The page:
First, ensure all the coatings in a multi-layer system are compatible. Follow the manufacturer’s recommendations regarding temperature. If outdoors, perform the work only when the drying conditions are appropriate for the coating. Avoid extreme atmospheric variations or cold temperatures. (For more on this subject, see Tightrope: Identifying Limiting Conditions for Coatings Specification.)
Apply the coating thinly and avoid thicker sections or puddles. Several thinner coats are better than one thick coat.
Undercutting appears as a coating that flakes or peels off around corroded portions of the substrate. At this point the asset is in jeopardy because not only is there a coating problem, there is also a (previously hidden) corrosion problem.
Undercutting occurs when corrosion forms on a metal substrate beneath a coating. The corrosion products lift the protective coating up and away from the substrate, allowing moisture and salts to reach more areas of the substrate, thus facilitating more corrosion as it creeps along the surface to dislodge the coating.
Figure 4. Undercutting caused by corrosion products forming on a metal pipe (Felix Bensman / Dreamstime.com).
Undercutting is caused by applying a coating to a surface that is already corroded without first performing proper surface preparation. The root cause of the insufficient surface preparation or inadequate/improper coating application is often because the location is hard to reach, which makes inspection and remediation difficult.
Undercutting is common when a coating is applied over mill scale, which in the presence of water and oxygen reacts to cause a loss of adhesion and progressive corrosion.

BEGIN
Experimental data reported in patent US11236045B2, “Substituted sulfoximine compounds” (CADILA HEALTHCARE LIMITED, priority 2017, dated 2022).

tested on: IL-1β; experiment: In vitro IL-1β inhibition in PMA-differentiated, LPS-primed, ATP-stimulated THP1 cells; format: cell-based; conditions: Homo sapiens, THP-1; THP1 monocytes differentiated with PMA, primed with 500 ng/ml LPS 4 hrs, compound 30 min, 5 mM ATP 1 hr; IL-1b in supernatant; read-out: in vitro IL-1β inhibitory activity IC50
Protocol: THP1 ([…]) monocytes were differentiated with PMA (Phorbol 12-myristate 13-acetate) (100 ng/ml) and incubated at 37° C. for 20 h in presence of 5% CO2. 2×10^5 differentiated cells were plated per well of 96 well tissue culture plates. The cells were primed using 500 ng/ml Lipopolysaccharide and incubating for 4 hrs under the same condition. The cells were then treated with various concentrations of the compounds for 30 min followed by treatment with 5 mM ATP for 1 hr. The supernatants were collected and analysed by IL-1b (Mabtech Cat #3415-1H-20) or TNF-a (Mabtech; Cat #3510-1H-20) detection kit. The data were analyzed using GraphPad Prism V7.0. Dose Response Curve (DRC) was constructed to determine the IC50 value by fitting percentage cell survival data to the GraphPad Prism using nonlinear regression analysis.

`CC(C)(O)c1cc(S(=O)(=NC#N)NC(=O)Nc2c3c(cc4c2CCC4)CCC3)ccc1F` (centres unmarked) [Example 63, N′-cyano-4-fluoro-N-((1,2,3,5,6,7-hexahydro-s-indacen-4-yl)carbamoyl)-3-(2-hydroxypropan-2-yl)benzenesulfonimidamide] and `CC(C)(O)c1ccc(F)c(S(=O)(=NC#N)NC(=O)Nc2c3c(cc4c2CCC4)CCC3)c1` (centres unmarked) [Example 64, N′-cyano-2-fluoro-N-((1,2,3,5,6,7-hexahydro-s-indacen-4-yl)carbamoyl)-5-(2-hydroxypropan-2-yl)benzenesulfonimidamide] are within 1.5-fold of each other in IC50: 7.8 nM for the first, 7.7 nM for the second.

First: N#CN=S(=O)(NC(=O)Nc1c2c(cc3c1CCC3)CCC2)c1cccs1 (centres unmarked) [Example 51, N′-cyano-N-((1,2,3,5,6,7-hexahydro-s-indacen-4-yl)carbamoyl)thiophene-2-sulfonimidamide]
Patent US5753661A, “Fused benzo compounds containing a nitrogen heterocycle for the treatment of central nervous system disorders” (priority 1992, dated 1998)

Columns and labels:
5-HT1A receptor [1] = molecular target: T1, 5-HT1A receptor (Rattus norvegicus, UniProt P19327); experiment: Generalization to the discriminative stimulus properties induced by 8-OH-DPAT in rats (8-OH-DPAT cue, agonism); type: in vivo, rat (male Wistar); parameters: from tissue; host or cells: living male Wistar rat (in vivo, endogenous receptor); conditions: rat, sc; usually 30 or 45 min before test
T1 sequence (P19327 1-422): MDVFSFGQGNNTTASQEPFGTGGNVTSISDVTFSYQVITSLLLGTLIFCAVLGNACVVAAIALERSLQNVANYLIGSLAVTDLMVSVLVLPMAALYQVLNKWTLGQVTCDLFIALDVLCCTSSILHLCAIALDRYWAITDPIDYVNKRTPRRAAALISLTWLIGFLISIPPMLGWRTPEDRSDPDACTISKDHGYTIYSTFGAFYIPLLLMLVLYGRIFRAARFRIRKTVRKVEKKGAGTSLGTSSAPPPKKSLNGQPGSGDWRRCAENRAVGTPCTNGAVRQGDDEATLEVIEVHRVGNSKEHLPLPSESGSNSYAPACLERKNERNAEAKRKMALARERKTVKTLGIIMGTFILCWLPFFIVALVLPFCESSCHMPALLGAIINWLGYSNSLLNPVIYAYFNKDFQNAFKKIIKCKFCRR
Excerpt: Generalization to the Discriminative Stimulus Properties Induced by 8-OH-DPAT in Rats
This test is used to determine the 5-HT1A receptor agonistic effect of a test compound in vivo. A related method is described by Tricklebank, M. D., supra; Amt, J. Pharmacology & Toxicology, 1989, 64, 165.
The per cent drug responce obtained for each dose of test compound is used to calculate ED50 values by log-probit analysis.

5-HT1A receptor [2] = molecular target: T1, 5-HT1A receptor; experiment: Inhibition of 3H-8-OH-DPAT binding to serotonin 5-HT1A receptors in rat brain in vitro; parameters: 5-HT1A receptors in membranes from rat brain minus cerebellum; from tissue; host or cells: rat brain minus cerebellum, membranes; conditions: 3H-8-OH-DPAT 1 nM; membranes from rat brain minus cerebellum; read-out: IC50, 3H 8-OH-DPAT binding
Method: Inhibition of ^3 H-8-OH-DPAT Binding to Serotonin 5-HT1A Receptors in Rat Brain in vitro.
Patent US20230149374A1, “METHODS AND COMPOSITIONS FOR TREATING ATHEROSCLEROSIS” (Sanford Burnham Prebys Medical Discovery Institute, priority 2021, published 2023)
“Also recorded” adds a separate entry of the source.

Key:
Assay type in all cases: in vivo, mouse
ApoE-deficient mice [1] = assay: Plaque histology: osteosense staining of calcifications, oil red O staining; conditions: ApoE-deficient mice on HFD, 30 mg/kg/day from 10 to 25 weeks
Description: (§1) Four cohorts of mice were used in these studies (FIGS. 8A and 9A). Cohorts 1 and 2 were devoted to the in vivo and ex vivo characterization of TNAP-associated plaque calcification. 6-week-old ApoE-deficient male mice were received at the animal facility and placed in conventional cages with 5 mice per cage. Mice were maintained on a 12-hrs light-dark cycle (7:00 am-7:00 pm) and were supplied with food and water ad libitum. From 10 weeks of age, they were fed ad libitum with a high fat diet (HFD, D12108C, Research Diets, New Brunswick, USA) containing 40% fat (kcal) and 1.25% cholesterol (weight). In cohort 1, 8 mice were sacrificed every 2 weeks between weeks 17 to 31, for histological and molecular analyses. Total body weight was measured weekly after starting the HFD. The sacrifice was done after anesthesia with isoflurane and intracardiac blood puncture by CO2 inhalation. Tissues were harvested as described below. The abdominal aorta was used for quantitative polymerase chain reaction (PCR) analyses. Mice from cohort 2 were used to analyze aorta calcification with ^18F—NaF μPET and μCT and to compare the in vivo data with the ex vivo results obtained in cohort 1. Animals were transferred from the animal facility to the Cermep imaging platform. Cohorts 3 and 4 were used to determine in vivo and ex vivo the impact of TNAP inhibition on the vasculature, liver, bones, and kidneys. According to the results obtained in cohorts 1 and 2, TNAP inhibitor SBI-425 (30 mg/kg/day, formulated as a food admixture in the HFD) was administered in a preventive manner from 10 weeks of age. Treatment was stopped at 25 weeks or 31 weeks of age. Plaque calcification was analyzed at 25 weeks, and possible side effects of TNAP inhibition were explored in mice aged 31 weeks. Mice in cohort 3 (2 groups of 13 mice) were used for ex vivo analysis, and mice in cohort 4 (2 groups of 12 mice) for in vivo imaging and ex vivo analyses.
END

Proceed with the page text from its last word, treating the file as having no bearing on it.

Less frequently, it may be caused by an incompatibility between the coating and the substrate.
Ideally, improve the asset’s design or access. Perform proper maintenance procedures throughout the service life of the asset to avoid corrosion in locations that will be difficult to rectify later.
Perform proper surface preparation (e.g., abrasive blasting or water jetting and cleaning) before applying the coating. The substrate’s surface must be free of old corrosion products.
Consider an inorganic zinc or other suitable primer.
Finally, select a coating with very good adhesion characteristics.
Wrinkling appears as wrinkles in the coating film while it is drying. The coating’s surface may look like a piece of cloth or plastic film with furrows and ridges, or like a diamond-patterned steel floor (although not in a regular pattern).
Figure 5. Wrinkling coating defect appears as ridges and furrows (Ewelina Banaszak / Dreamstime.com)
Wrinkling is initiated when a skin quickly forms on the coating’s surface while the body of the coating that is closer to the substrate remains liquid.
Wrinkling has many possible causes, including improper mixing of components (especially with oil-based coatings or alkyds that contain driers), not allowing sufficient time for the undercoat to dry before applying a subsequent coat or top coat, applying the coating with a too-high film thickness (this is especially common with alkyd coatings), or applying the coating in hot ambient temperature or high humidity conditions.
Baking the object at too high of a temperature will cause the coating’s surface to cure faster than the body of the coating and lead to wrinkling.
Wrinkling may also be caused by applying the coating over wax or grease.
Use a wax and grease remover to wash away these contaminants before coating.
Select an appropriate coating system and follow the manufacturer’s recommendations regarding environmental limitations and compatibility of the primers and paints. Follow any instructions regarding formulating/mixing of the components.
Apply the coating thinly and avoid thicker sections or puddles. Use several coats if necessary.
Avoiding these coating defects are necessary to produce a protective coating with a long service life. Fortunately, adherence to the coating specs takes a lot of guesswork out of the equation, or at least can help you understand what went wrong when you find yourself with a coating failure.